It is not time for austerity. It is time to continue investing: in our veterans, in our indigenous communities, and in training. To remain competitive on a world basis, we need to ensure that we have the best and the brightest in the country and around the world. That is what we are doing. We are continuing to invest.

Another big investment, a record amount of investment, is in scientific research. A few weeks ago, after the budget, the Laurentian University president wrote a column in our paper, an op-ed, saying how proud he was that finally there is investment in Canada and Canadian research, instead of ignoring Canadian research.

That gives opportunities on so many levels for Canadians to thrive in Canada and around the world. These investments also go a long way toward educating our population here. At the end of the day, when we compare ourselves to other countries, we have fairly accessible universities. It is comparatively cheap to go to university here in Canada, although it is still expensive. We have more opportunities for research at the master's level and the Ph.D. level in Canada. We are on the cusp of continuing the Canadian brand, investing and expanding around the world.

On that note, I will end my comments. There is a lot more in this budget that I would like to speak about. Maybe I will have another moment to continue that conversation.

Budget Implementation Act, 2018, No. 1Government Orders

April 19th, 2018 / 10:25 a.m.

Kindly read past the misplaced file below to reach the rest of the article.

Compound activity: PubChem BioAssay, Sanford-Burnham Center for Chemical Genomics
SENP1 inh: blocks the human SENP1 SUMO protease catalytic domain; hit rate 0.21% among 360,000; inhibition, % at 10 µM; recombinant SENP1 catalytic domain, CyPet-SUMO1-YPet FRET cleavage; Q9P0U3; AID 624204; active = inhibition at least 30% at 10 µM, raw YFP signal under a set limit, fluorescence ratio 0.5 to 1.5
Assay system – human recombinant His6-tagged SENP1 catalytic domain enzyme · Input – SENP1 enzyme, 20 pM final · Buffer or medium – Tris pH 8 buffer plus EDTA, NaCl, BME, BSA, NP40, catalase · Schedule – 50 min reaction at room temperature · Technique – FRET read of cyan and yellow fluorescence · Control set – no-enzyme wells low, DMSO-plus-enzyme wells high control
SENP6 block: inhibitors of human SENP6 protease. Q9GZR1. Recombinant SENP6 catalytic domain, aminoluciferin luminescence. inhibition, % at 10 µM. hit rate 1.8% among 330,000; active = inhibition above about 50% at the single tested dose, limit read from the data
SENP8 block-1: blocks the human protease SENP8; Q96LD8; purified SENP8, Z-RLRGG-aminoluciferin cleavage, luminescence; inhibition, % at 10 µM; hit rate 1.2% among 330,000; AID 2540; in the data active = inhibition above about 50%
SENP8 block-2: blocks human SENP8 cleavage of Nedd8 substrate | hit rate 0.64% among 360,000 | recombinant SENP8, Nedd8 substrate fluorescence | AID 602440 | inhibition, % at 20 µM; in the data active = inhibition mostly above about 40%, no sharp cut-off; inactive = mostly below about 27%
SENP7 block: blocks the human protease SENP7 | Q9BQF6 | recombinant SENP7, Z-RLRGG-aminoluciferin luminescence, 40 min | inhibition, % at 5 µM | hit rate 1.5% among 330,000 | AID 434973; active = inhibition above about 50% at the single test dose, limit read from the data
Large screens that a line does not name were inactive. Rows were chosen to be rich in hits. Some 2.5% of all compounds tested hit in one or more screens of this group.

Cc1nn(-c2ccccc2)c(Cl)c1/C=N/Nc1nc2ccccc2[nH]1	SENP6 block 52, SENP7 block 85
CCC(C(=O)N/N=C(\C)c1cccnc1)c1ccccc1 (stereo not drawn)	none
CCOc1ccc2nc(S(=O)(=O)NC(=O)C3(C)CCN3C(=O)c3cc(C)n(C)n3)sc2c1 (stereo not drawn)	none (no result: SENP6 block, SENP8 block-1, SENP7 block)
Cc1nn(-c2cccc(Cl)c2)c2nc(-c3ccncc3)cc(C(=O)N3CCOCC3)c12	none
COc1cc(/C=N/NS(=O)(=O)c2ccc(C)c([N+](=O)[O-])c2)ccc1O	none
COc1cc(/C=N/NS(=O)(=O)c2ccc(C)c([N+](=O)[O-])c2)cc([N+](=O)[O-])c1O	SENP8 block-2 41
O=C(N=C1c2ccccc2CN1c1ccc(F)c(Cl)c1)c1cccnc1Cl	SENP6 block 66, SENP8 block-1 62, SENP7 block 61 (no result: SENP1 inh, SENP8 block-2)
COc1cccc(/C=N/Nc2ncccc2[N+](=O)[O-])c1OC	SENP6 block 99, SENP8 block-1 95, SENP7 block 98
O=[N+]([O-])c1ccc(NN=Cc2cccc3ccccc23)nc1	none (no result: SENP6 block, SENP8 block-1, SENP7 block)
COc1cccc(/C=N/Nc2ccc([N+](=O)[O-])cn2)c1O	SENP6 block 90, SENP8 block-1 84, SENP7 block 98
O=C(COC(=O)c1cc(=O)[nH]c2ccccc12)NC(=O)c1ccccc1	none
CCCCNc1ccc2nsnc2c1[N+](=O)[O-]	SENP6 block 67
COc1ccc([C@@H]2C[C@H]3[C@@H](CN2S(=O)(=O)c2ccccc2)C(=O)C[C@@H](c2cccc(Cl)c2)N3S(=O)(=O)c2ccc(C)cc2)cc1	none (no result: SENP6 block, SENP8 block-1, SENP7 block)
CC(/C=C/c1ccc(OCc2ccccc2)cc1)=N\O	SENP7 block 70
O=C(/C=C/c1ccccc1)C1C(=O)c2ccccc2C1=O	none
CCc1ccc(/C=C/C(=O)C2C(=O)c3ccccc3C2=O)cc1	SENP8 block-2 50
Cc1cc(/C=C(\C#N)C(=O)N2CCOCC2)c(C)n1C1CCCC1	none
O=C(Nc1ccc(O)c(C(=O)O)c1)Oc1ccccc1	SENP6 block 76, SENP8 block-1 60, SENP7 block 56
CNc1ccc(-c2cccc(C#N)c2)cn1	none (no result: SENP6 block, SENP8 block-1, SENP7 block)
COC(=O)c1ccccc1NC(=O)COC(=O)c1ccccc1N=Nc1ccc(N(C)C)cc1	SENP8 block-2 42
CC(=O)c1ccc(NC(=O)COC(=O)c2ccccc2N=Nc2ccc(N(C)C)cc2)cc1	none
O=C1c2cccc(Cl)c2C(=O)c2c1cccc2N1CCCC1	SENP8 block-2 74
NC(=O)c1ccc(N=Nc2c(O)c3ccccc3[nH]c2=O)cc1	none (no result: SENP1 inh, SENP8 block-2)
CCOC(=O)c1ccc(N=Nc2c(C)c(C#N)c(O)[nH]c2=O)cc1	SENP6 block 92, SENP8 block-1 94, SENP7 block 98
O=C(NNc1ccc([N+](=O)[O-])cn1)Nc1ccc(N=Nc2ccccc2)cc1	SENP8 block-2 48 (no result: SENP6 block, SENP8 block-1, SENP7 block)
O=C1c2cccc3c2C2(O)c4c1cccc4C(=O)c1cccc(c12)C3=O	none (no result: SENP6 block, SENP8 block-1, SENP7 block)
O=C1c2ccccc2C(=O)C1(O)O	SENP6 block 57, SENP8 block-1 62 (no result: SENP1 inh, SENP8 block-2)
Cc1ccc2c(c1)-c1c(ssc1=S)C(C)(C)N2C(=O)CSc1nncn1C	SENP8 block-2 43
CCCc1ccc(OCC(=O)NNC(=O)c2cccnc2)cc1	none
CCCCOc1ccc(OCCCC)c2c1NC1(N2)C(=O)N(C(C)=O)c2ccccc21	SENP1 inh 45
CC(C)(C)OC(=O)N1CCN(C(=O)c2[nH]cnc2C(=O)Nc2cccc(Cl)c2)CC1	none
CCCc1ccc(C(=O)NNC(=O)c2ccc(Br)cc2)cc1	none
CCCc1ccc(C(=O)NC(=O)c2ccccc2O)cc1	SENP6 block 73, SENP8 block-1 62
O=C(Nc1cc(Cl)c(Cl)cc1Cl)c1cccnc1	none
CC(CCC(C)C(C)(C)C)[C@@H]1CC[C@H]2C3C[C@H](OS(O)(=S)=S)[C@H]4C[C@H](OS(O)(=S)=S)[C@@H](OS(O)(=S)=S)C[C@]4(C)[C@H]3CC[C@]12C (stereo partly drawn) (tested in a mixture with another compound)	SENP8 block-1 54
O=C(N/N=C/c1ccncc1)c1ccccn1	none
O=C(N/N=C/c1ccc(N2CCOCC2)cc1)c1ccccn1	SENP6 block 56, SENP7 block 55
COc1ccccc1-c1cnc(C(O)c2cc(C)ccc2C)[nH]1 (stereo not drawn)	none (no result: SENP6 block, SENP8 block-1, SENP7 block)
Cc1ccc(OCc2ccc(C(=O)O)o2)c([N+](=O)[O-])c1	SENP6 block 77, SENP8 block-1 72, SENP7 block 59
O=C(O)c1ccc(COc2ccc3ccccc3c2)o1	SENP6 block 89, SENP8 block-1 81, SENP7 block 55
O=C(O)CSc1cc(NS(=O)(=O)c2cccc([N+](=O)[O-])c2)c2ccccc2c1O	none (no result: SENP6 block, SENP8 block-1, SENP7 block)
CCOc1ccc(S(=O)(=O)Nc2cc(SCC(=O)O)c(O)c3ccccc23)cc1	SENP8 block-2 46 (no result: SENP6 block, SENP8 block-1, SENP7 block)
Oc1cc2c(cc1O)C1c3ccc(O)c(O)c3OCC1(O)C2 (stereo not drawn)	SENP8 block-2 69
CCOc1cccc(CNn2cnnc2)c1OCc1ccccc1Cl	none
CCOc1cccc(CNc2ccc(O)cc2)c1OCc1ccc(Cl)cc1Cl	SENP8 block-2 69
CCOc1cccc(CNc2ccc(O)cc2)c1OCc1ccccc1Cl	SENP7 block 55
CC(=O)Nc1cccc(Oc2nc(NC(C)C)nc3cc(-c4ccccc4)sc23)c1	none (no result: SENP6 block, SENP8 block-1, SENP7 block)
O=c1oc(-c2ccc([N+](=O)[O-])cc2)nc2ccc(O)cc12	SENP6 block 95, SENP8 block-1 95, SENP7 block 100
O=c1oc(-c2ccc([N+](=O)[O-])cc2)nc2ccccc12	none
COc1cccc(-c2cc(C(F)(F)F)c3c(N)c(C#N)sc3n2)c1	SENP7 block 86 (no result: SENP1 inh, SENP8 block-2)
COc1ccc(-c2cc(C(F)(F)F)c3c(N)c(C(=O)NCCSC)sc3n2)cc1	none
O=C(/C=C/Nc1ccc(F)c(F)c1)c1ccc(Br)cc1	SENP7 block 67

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Robert Sopuck Conservative Dauphin—Swan River—Neepawa, MB

Mr. Speaker, I have the honour of serving on the environment committee, and the testimony we are hearing about Bill C-69, the new impact assessment act, is truly horrifying, and I use the word advisedly. My colleague across the way had a rosy comment about Canada's economy. That view is not shared by the resources sector. One in 10 Canadian jobs is provided by the resources sector, which is rapidly declining. Canada is losing investment. We have lost about $80 billion, and the Royal Bank says that investment is fleeing Canada in real time. Chris Bloomer, the head of the Canadian Energy Pipeline Association, went so far as to say that Canada has a “toxic regulatory environment”. We can let those words sink in. We see what is happening with Kinder Morgan. Again, the uncertainty is starting to increase.

With the natural resources industry being about one third of our economy, how is my colleague across the way going to deal with the investment that is fleeing the country right now? It is project after project: Petronas, energy east, and on and on. These projects are dropping by the wayside, along with thousands of jobs. Does the member even care about the workers in the energy industry?

Budget Implementation Act, 2018, No. 1Government Orders

April 19th, 2018 / 10:25 a.m.
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Paul Lefebvre Liberal Sudbury, ON